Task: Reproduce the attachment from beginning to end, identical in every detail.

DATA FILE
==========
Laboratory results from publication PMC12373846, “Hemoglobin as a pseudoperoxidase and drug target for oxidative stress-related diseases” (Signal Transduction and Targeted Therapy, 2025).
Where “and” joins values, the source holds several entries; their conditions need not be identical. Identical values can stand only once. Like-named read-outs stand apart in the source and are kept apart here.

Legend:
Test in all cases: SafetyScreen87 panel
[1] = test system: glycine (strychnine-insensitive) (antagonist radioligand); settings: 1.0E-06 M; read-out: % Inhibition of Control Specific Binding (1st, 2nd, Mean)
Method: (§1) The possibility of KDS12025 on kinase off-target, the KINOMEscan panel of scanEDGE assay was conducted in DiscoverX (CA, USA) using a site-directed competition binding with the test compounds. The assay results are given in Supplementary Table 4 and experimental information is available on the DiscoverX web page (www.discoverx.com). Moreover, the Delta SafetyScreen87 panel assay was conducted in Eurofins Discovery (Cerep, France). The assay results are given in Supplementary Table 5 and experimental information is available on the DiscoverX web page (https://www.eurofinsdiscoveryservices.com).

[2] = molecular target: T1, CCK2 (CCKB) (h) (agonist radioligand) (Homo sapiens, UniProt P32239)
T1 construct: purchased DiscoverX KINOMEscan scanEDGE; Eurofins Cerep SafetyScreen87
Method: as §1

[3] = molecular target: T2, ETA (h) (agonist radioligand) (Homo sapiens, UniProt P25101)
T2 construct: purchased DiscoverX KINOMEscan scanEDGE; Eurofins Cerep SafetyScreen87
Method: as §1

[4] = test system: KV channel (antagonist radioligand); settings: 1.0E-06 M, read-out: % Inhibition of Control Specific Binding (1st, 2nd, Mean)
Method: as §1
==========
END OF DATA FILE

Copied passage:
Laboratory results from publication PMC12373846, “Hemoglobin as a pseudoperoxidase and drug target for oxidative stress-related diseases” (Signal Transduction and Targeted Therapy, 2025).
Where “and” joins values, the source holds several entries; their conditions need not be identical. Identical values can stand only once. Like-named read-outs stand apart in the source and are kept apart here.

Legend:
Test in all cases: SafetyScreen87 panel
[1] = test system: glycine (strychnine-insensitive) (antagonist radioligand); settings: 1.0E-06 M; read-out: % Inhibition of Control Specific Binding (1st, 2nd, Mean)
Method: (§1) The possibility of KDS12025 on kinase off-target, the KINOMEscan panel of scanEDGE assay was conducted in DiscoverX (CA, USA) using a site-directed competition binding with the test compounds. The assay results are given in Supplementary Table 4 and experimental information is available on the DiscoverX web page (www.discoverx.com). Moreover, the Delta SafetyScreen87 panel assay was conducted in Eurofins Discovery (Cerep, France). The assay results are given in Supplementary Table 5 and experimental information is available on the DiscoverX web page (https://www.eurofinsdiscoveryservices.com).

[2] = molecular target: T1, CCK2 (CCKB) (h) (agonist radioligand) (Homo sapiens, UniProt P32239)
T1 construct: purchased DiscoverX KINOMEscan scanEDGE; Eurofins Cerep SafetyScreen87
Method: as §1

[3] = molecular target: T2, ETA (h) (agonist radioligand) (Homo sapiens, UniProt P25101)
T2 construct: purchased DiscoverX KINOMEscan scanEDGE; Eurofins Cerep SafetyScreen87
Method: as §1

[4] = test system: KV channel (antagonist radioligand); settings: 1.0E-06 M, read-out: % Inhibition of Control Specific Binding (1st, 2nd, Mean)
Method: as §1